Subaru Outback Timing Belt


Have a 2000 Subaru Outback. At ~150,000 miles had the head gaskets replaced as well as the timing belt (general rule of thumb is that the belt gets replaced while doing a job such as this). Just this weekend (4/4/14) at ~209,000 my timing belt blew while moving fast on the interstate.

Question is: is it unreasonable to think that 50,000 miles is a bit premature for a (new) timing belt to go? The mechanic who currently has my vehicle thinks that I should be in touch with the mechanic who performed the head gasket/timing belt replacement and that they essentially should pay for the timing belt that needs to now be replaced and any ensuing damage. I’d like to be on the same page with this idea, but I also want to make sure I have a leg to stand on when speaking with the mechanic who did the original work.

(Plus, the car is 3 hours and 200+ miles from home, meaning it would need to be towed – to much to hold the mechanic accountable for?)



That timing belt now has 59000 miles . . . not new, according to my calculations

How many months/years ago was this timing belt replaced?

Talk to the original guy if you wish

However, as far as I’m concerned, he’s no longer on the hook, as this probably happened well over a year ago. And parts and labor are usually warranted for 1 year

Yes, a timing belt should last longer than 59K miles. Should. But sometimes sh*t happens.

You’re going to have to tear into it and find out exactly what broke. It’s rare for a timing belt to just snap. Perhaps a bearing in a pulley seized up, or the water pump failed breaking the belt, or any number of things. If you can show that the failed part was replaced at the timing belt service, and if you have a VERY good relationship with the shop they may show you some goodwill and help a little with the repair. But I doubt it. Standard warranty for most places is 12mos/12,000mi and limited to the parts replaced, not to any susequent damage. I’ll warranty a timing belt job for 3 years/36,000 if every single serviceable piece inside the timing belt cover is replaced with new. But you’re way beyond that even.

I’m surprised (no, not really, some shops just like to look better than they are) that the current shop would want you to get in touch with the original shop and ask them to foot the bill here. Ask the current shop, if you have him do the repair, to provide you with a written warranty on his timing belt and related components and labor that is good for at least 5 years/50,000 miles.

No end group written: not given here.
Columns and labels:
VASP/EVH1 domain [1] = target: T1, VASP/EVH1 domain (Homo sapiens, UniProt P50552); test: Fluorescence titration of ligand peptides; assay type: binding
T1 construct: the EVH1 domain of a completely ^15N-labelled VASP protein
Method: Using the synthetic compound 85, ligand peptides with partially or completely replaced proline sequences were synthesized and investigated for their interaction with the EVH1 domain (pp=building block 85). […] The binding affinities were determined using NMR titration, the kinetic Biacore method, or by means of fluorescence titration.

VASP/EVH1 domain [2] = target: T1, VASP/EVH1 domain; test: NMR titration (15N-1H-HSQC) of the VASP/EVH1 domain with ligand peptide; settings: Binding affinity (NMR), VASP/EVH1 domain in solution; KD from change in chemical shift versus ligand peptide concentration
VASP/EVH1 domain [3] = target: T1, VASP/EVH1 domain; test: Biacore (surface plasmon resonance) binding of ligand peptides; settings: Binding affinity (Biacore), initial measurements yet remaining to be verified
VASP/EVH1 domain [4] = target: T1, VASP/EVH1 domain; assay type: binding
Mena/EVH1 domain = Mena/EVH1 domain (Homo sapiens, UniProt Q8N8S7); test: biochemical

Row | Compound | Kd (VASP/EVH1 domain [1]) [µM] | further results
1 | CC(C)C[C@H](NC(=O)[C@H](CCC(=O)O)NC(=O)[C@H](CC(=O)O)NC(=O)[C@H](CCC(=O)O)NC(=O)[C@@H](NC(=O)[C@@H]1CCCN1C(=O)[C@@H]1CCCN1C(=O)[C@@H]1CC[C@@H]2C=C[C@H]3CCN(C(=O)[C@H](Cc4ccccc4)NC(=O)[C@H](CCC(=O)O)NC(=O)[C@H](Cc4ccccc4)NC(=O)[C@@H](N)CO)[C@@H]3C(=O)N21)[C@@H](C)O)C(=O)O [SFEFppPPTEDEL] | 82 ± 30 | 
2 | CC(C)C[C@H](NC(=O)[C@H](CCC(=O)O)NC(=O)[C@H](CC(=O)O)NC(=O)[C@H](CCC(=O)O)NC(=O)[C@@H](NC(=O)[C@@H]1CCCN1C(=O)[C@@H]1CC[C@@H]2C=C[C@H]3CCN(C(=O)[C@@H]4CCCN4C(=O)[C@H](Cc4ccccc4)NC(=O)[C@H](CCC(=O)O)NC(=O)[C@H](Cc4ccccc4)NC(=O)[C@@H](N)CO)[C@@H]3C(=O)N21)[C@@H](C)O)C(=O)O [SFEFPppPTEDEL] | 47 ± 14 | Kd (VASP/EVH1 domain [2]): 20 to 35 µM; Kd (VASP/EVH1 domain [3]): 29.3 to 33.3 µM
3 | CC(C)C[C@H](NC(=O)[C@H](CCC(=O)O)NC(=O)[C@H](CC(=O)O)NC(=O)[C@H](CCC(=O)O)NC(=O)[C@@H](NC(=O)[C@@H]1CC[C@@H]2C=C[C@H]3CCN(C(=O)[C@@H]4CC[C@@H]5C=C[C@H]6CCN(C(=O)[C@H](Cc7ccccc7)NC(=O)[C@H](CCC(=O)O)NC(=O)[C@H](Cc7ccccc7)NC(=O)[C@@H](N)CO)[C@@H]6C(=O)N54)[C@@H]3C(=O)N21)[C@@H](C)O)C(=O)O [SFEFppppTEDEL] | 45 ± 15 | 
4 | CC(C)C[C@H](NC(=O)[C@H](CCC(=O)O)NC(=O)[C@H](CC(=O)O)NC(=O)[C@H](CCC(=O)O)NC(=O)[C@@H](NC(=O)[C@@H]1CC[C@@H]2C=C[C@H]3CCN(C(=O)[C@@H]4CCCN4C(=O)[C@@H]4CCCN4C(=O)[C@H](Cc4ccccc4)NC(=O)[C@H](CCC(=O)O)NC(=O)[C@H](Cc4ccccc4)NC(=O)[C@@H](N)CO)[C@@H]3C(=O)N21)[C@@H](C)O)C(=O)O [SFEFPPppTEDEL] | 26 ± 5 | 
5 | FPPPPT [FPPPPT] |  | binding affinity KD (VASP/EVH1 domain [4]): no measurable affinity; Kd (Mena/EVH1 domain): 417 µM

Your car has an interference fit engine and that means you have a lot more serious problem than a broken timing belt. Cylinder head valve damage and possibly engine lower end damage can occur when a belt breaks on an engine like this.

In theory the belt should not break at 59k miles but I doubt that you have a legal leg to stand on as far as forcing the shop to do anything. The unknown is WHY the belt broke.

One thing that should not be done is to replace the belt and peripherals in the misguided hope that things will be all right no matter who pays for it.

It’s too late to assume that perhaps the tensioner was overlooked or something else was wrong during installation. I personally don’t think it’s OK that it didn’t go longer but there is little you can do. It would not stop me from complaining to the installer though. Get it off your chest. If they don’t pay, which they won’t , at least you might feel better. I might do it in writing from a distance. I would not expect a reply.

No leg to stand on good luck with repairs or getting your next ride.

I agree that 59k mi is too soon for a TB to snap. It should have lasted at least 100k mi, unless the belt that was put in was low quality. It’s also recommended, when changing the belt, to replace all the pulleys and tensioner, and failing to do so can cut the belt life in half. Assuming nothing else in the engine failed, either of the above could explain your TB’s short life, but it’s really all guess work…